"Tagging the drug molecule and tracking it in the body"

The IUCT Oncopole welcomed world experts in nuclear imaging on April 1 and 2, 2015 in partnership with General Electric Healthcare.

L'IUCT Oncopole accueillait des experts mondiaux en imagerie nucléaire les 1er et 2 avril 2015 en partenariat avec la société General Electric Healthcare.

The objectives: 

  • to standardize image acquisition protocols for the first time;
  • to initiate French partnerships with foreign centers that use new-generation PET scanners in clinical research, particularly the Discovery IQ PET camera installed at the IUCT Oncopole ;
  • to set out future  lines of  research. 
During the first day, discussions centered on the question: how to reach agreement on the standards of measurement for acquiring images? Measures obtained with different PET scan devices differ significantly from one another, and this makes data comparison impossible. These differences must be overcome, particularly when working on tracers for new drugs, a line of research that is developing quickly  . " If, for the same clinical study we obtain 30% drug efficacy in Toulouse and 50% drug efficacy in an Italian center, it is not sensible   to share our work under these conditions " explains Professor Frederic Courbon, Head of IUCT-Oncopole imaging department. Having the same measuring instrument   is the prerequisite for any future discussions on clinical trials. One of the first actions will be to manufacture a high-tech phantom (model) that will serve as a unique basis for the development of standards.

Europe has standards on quality processes, but work is still pending to ensure reproducibility of inter-center images. This is the second stage on which the community of experts will focus. 

For clinical studies, the discussions focused on two areas of research:

  • further investigation into what is becoming more and more common, namely the use of the PET examination for early assessment  of the efficacy of new drugs, " the process is simple: once the drug is in the body, we observe the metabolism of the cancer cell. If its sugar consumption decreases, we deduce that it is becoming weaker   and that the drug is therefore having an effect ".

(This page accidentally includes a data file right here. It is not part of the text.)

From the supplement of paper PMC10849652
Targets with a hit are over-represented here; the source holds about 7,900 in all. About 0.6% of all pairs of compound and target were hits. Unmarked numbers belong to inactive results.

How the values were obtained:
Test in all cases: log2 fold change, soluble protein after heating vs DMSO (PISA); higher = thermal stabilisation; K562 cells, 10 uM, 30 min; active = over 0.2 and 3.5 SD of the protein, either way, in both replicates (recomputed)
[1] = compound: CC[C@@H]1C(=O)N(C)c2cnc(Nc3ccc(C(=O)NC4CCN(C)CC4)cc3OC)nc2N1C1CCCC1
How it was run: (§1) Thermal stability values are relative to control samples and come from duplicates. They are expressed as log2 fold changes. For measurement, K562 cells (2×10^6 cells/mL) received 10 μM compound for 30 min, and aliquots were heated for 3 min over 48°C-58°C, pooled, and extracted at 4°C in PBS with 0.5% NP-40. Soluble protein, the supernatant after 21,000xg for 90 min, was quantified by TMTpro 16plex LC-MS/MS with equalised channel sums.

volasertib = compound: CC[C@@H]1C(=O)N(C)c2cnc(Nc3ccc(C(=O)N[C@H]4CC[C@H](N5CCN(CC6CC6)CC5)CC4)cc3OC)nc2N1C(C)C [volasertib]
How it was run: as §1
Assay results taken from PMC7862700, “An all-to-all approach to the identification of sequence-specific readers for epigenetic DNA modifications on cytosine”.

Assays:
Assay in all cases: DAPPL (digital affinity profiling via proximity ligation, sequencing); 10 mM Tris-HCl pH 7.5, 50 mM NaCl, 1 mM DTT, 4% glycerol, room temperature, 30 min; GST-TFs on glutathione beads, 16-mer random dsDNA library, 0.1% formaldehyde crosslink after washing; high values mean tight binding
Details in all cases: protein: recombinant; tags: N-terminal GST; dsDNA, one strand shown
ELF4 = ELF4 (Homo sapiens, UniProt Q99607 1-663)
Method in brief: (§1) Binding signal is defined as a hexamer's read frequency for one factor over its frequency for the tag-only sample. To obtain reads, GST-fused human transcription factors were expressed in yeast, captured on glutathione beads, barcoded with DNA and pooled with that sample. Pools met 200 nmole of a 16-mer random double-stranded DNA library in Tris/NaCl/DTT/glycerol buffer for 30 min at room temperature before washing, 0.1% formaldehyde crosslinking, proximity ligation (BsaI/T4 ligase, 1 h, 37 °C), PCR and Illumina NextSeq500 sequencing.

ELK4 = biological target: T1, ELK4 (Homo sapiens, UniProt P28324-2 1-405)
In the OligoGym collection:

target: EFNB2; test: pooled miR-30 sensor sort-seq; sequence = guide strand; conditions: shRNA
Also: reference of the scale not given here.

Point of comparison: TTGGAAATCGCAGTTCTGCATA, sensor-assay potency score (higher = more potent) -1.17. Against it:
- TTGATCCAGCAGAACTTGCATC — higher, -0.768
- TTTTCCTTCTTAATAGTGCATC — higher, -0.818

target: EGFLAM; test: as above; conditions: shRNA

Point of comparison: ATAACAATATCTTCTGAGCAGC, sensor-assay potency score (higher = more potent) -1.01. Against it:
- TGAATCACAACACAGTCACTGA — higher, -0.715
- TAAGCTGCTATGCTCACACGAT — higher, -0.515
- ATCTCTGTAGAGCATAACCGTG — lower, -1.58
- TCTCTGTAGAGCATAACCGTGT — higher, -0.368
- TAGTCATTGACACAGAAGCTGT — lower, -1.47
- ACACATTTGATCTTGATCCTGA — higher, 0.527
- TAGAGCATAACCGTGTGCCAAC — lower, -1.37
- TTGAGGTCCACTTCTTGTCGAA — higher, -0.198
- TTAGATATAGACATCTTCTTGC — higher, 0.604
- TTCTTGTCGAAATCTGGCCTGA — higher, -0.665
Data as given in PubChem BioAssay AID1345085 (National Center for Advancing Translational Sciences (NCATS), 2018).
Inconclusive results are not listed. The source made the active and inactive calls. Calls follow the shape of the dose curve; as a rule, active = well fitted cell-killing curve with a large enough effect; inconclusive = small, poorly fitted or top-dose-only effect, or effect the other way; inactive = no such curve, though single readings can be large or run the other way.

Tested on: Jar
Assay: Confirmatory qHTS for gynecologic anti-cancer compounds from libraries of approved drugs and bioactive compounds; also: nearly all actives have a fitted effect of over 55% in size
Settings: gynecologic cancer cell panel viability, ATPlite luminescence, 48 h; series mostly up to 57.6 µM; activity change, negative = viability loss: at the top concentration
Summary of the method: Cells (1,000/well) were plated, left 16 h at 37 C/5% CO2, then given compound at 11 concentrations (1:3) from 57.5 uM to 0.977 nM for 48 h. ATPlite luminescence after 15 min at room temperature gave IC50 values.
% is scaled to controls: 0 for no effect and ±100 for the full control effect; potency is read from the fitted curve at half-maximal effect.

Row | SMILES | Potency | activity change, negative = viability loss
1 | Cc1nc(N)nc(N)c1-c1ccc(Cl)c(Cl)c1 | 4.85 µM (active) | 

• developing the tagging of new drug candidates to track their distribution in the body. "  We are at the very beginning in world terms. It requires a coordinated and complex continuum* of all the stakeholders involved, observes   Frederic Courbon. It consists of making the drug molecule radioactive and tagging it to track its distribution in the body, to see if it reaches its target. "

The first working partnerships will be launched with  the United States, Italy, Spain and India.  The development of radiopharmaceuticals (tracers) is progressing rapidly.  The studies are more and more targeted and involve small cohorts of patients that are sometimes insufficient to validate a clinical trial; hence the need join forces with other centers in order to have enough data available.

Experts in oncology, and also in neurology, cardiology or in infectious diseases met on Thursday, April 2 to discuss the development of new tracers and the quality process.   

*The continuum needs to include : 

  • high-technology experimental platforms  ;
  • industrialists who manufacture tracers ;
  • basic and translational research teams  ;
  • clinical research services (approved to develop early tests) with a data management center ;
  • chemists,  radiopharmacists, physicists  ;
  • a nuclear pharmacy for clinical trials.

One of the special features of the Oncopole  campus is that it groups together all these skills and platforms.

What is the role of the PET Scan in oncology ?

The PET scan, widely used for diagnosis and monitoring of cancer tumors, combines two technologies : anatomical imaging by the scanner and functional or metabolic imaging by PET which displays various activities of cellular metabolism depending on the molecule injected beforehand (tracer). Tracers can bind to tumor cells and make them visible on PET scan images, and also bind to a drug molecule to track its distribution in the body.  The enormous advances in molecular and cellular biology  will greatly facilitate the discovery of new tracers.